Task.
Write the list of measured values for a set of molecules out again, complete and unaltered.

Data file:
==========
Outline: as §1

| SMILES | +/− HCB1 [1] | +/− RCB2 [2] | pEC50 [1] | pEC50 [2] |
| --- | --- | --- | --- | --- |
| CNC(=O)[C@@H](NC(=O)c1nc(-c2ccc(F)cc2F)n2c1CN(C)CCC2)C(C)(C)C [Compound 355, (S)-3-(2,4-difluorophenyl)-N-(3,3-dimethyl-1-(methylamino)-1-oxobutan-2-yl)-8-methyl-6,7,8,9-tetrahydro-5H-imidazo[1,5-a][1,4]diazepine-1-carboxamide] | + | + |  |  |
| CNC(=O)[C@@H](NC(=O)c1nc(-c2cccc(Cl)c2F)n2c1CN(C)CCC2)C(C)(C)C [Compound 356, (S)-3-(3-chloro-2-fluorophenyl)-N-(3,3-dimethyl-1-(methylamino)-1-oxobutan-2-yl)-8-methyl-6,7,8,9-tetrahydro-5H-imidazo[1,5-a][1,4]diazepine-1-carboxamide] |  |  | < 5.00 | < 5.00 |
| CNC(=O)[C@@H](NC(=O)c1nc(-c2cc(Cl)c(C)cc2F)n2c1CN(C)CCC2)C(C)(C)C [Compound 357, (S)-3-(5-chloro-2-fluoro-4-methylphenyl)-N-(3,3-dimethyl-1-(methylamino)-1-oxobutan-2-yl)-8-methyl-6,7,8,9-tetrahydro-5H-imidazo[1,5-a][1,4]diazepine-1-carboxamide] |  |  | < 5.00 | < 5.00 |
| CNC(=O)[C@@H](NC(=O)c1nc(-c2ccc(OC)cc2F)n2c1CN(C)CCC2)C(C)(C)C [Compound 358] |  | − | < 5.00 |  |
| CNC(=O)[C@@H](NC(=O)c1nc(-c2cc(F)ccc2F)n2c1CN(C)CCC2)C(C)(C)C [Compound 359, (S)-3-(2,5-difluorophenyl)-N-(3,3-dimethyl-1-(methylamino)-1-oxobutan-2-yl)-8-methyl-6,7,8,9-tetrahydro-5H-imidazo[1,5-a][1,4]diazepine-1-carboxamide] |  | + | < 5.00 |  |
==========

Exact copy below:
Outline: as §1

| SMILES | +/− HCB1 [1] | +/− RCB2 [2] | pEC50 [1] | pEC50 [2] |
| --- | --- | --- | --- | --- |
| CNC(=O)[C@@H](NC(=O)c1nc(-c2ccc(F)cc2F)n2c1CN(C)CCC2)C(C)(C)C [Compound 355, (S)-3-(2,4-difluorophenyl)-N-(3,3-dimethyl-1-(methylamino)-1-oxobutan-2-yl)-8-methyl-6,7,8,9-tetrahydro-5H-imidazo[1,5-a][1,4]diazepine-1-carboxamide] | + | + |  |  |
| CNC(=O)[C@@H](NC(=O)c1nc(-c2cccc(Cl)c2F)n2c1CN(C)CCC2)C(C)(C)C [Compound 356, (S)-3-(3-chloro-2-fluorophenyl)-N-(3,3-dimethyl-1-(methylamino)-1-oxobutan-2-yl)-8-methyl-6,7,8,9-tetrahydro-5H-imidazo[1,5-a][1,4]diazepine-1-carboxamide] |  |  | < 5.00 | < 5.00 |
| CNC(=O)[C@@H](NC(=O)c1nc(-c2cc(Cl)c(C)cc2F)n2c1CN(C)CCC2)C(C)(C)C [Compound 357, (S)-3-(5-chloro-2-fluoro-4-methylphenyl)-N-(3,3-dimethyl-1-(methylamino)-1-oxobutan-2-yl)-8-methyl-6,7,8,9-tetrahydro-5H-imidazo[1,5-a][1,4]diazepine-1-carboxamide] |  |  | < 5.00 | < 5.00 |
| CNC(=O)[C@@H](NC(=O)c1nc(-c2ccc(OC)cc2F)n2c1CN(C)CCC2)C(C)(C)C [Compound 358] |  | − | < 5.00 |  |
| CNC(=O)[C@@H](NC(=O)c1nc(-c2cc(F)ccc2F)n2c1CN(C)CCC2)C(C)(C)C [Compound 359, (S)-3-(2,5-difluorophenyl)-N-(3,3-dimethyl-1-(methylamino)-1-oxobutan-2-yl)-8-methyl-6,7,8,9-tetrahydro-5H-imidazo[1,5-a][1,4]diazepine-1-carboxamide] |  | + | < 5.00 |  |